Students were asked their opinion about the level of institutional support for various campus activities.  The most popular response given by first-year students was that institutional support was “appropriate” for all the activities listed.  Thirty-two percent of these students, however, felt that the institutional support for varsity athletics was either too high or somewhat high.  An additional 20% felt that institutional support for student organizations was too high or somewhat high.

According to the mean scores of the student responses shown in Table 13, artistic activities are most lacking in institutional support.  Musical activities, residence life facilities, theatrical activities and intramural and club sports also received less than appropriate institutional support according to these first-year students.

 

Table 13

 

Characteristic

Too high

Somewhat high

Appropriate

Somewhat Low

Too low

Mean

 

%

%

%

%

%

 

Level of academic challenge

6.3

35.4

48.1

9.0

1.1

2.6

                  Level of institutional support for…                           

Varsity athletics

14.2

18.0

47.5

15.3

4.9

2.8

Student organizations

1.1

18.9

61.6

14.6

3.8

3.0

Intramural and club sports

1.7

8.8

53.6

28.7

7.2

3.3

Theatrical activities

1.1

9.8

46.7

29.3

13.0

3.4

Residence life facilities

0.0

9.0

45.2

33.5

12.2

3.5

Musical activities

0.5

9.8

44.6

28.8

16.3

3.5

Artistic activities

1.1

9.8

31.0

29.3

28.8

3.8

Scale:  1=Too high, 2=Somewhat high, 3=Appropriate, 4=Somewhat low; 5=Too low


The first-year students rated many additional characteristics.  The most popular responses have been highlighted in Table 14.  The mean score is also calculated using the rating scale shown below Table 14.

 

First-year students appear to be very satisfied with the quality of athletic facilities and the personal attention that was given to students.  They rated their adherence to the Principles and Practices fairly high.  Their rating of their peer’s adherence to the Principles and Practices, however, is somewhat lower. 

 

According to these students, the characteristics that may need some improvement include access to cultural and recreational opportunities in Richmond and the regional area.  Other areas rated lower than “good” were effectiveness of the roommate agreement, maintenance and housekeeping responsiveness to Residence Hall problems, and the level of support in Residence Halls to work through conflicts.

 

The students seemed to be satisfied with the quality of the personal connections they have experienced and with the quality of their overall experience beyond the classroom.  It is encouraging to note that there is a very good chance of these students recommending Earlham to a friend or family member.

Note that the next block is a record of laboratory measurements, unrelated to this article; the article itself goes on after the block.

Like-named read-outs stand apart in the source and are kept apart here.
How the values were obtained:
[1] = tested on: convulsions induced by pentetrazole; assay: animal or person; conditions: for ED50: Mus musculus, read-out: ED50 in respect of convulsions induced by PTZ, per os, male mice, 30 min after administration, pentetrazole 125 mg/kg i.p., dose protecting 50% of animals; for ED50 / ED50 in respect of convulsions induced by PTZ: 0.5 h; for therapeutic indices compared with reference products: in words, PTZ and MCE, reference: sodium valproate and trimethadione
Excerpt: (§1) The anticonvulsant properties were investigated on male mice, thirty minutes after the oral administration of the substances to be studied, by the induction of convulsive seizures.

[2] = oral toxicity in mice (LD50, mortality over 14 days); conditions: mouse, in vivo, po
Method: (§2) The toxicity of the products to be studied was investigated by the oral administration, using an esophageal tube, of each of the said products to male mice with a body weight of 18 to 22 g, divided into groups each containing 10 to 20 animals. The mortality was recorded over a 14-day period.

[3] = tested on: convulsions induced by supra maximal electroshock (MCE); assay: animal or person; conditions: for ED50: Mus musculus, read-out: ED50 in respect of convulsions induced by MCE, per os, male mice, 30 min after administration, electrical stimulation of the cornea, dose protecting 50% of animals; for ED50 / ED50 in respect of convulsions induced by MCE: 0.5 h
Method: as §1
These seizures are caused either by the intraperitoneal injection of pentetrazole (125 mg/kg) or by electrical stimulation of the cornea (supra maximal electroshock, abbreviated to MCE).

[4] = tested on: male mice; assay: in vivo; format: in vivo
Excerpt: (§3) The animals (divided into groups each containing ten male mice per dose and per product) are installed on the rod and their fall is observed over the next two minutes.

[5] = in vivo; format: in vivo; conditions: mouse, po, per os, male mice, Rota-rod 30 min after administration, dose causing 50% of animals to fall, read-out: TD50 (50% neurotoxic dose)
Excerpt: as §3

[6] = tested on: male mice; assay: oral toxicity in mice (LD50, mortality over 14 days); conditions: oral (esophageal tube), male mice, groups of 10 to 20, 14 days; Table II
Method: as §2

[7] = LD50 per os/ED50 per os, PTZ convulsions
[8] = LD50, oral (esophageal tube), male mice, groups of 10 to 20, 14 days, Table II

Table 14

 

Characteristics

Excellent

Very Good

Good

Fair

Poor

Mean

 

%

%

%

%

%

 

Quality of athletic facilities

38.5

34.2

21.4

3.7

2.1

2.0

Quality of recreational facilities

15.9

30.7

34.9

12.2

6.3

2.6

Chance to be with students from different backgrounds

20.1

29.1

33.3

15.3

2.1

2.5

Availability of interdisciplinary academic programs

12.0

36.4

41.8

9.8

0.0

2.5

Availability of academic majors

9.1

37.4

41.7

9.6

2.1

2.6

Availability of academic support

12.9

29.6

48.9

7.0

1.6

2.6

Personal attention to students

20.7

38.3

30.9

8.0

2.1

2.3

Quality of college-planned social activities

7.4

25.9

43.9

13.8

9.0

2.9

Access to cultural opportunities in Richmond and regional area

0.0

6.6

33.3

41.0

19.1

3.7

Access to recreational opportunities in Richmond and regional area

0.0

5.0

30.9

44.8

19.3

3.8

Opportunities for involvement in College Governance

1.7

20.6

60.0

15.0

2.8

3.0

The student conduct system

3.8

21.4

51.6

16.5

6.6

3.0

Level of your peers’ adherence to the Principles and Practices

4.3

19.0

40.8

25.5

10.3

3.2

Level of YOUR adherence to the Principles and Practices

16.2

34.6

33.0

11.4

4.9

2.5

Level of support in Residence Halls to work through conflicts

4.3

26.3

42.5

19.4

7.5

3.0

Effectiveness of the “roommate agreement”

8.2

14.1

34.8

22.8

20.1

3.3

Maintenance responsiveness to Residence Hall problems

7.5

17.1

36.9

27.8

10.7

3.2

Housekeeping responsiveness to Residence Hall problems

6.4

19.8

39.6

25.1

9.1

3.1

Quality of the personal connections you have experienced

32.1

37.4

23.5

5.9

1.1

2.1

Quality of your overall experience beyond the classroom

22.5

39.6

27.3

10.7

0.0

2.3

Value for the cost to your family

10.8

23.1

45.2

17.7

3.2

2.8

Chances of your recommending Earlham to a friend or family member

31.5

32.1

25.5

8.2

2.7

2.2

Scale:  1=Excellent; 2=Very good; 3=Good; 4=Fair; 5=Poor